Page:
Is PGR cannabis worth the weight?

Is PGR cannabis worth the weight?

An increasingly competitive market with slim profit margins means cannabis cultivators are always looking for ways to optimize output. But without hindsight, the line between streamlined success and an erroneous misstep can prove difficult to identify. Synthetic plant growth regulators (PGRs) are being marketed to growers as a simple way to maximize crop yield with the use of chemicals.

While this may help cultivation-focused companies reach their target quarterly profits, the financial achievement could come at great risk to consumers’ health, brand reputation, and the way the industry is regulated.

What is PGR weed?

Natural PGRs are plant hormones that influence the way plants grow. Synthetic PGRs are utilized in grow rooms around the world to seek out similar results. These man-made compounds are designed to control different aspects of the plant growth cycle, and have been a topic of study throughout the industry.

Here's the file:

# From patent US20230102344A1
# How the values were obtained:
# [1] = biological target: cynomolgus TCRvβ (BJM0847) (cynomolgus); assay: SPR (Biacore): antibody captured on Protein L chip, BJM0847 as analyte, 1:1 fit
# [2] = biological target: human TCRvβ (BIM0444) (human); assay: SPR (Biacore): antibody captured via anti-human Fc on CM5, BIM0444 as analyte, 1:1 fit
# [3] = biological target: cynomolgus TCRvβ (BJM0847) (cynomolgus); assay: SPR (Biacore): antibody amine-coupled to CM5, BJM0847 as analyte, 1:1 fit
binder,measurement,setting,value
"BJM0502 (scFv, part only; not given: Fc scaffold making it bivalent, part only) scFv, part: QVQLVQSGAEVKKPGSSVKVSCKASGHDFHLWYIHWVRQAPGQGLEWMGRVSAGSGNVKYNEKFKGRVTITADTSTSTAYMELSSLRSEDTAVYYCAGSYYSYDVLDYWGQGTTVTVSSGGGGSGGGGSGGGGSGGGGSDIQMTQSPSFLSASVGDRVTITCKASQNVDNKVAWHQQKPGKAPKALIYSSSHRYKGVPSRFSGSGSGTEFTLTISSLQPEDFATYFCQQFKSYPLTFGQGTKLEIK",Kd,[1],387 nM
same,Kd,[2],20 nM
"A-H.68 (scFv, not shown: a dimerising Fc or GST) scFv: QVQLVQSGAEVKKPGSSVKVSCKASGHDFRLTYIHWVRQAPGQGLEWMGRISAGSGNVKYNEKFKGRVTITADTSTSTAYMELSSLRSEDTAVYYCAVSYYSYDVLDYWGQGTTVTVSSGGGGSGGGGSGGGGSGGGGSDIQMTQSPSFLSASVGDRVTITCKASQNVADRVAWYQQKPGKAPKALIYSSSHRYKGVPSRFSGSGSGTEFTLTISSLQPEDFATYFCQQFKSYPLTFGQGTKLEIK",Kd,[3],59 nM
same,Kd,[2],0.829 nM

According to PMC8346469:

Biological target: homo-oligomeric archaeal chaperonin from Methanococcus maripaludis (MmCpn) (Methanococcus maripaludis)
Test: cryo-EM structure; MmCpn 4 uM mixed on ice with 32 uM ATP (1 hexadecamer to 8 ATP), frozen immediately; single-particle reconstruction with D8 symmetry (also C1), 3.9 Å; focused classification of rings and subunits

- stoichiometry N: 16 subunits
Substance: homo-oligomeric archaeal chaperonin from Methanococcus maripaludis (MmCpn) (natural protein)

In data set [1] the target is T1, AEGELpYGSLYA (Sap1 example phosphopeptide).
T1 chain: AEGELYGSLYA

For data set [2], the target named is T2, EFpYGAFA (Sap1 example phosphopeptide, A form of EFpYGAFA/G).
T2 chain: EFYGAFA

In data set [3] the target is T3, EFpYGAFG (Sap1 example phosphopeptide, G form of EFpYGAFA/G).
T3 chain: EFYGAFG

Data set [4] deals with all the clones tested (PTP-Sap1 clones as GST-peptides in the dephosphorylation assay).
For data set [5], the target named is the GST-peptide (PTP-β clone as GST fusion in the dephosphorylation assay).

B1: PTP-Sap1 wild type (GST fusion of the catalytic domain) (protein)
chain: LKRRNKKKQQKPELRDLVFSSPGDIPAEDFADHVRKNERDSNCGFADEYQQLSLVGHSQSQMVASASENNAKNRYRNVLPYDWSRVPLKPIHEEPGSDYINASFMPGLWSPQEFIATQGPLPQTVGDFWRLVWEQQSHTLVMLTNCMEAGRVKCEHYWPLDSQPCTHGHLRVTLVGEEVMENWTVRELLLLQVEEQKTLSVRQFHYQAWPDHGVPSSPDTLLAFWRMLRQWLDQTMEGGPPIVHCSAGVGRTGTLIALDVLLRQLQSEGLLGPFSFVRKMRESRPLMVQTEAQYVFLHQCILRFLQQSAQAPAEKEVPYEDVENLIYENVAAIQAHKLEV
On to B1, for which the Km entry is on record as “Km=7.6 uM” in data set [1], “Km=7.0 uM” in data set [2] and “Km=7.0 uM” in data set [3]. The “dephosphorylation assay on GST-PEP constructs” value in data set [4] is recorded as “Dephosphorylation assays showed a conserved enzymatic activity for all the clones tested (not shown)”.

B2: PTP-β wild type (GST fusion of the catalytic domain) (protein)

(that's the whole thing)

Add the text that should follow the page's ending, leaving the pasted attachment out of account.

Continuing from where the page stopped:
The food industry is notoriously strict on growth regulators—like the bovine growth synthetic hormone that poses a variety of risks for animal and human health—and the FDA’s stance on these PGRs is pretty clear-cut: you use them in food crops, you’re in big trouble.

However, the laws are a bit murky for cannabis operators: while some compounds have been banned entirely, others remain unlisted and unregistered—and therefore very much on the table for cannabis growing use.

In cannabis, PGRs are often used to increase yield, maximize nug size and density, or speed up the growth process—all of which sound ideal for growers and retailers with a high product demand. However, these synthetics are also known for negatively affecting cannabinoid and terpene development, compromising a cannabis plant’s sought-after taste and smell while potentially endangering consumer health through the residual chemicals.

Continue reading.

Image by Freepik

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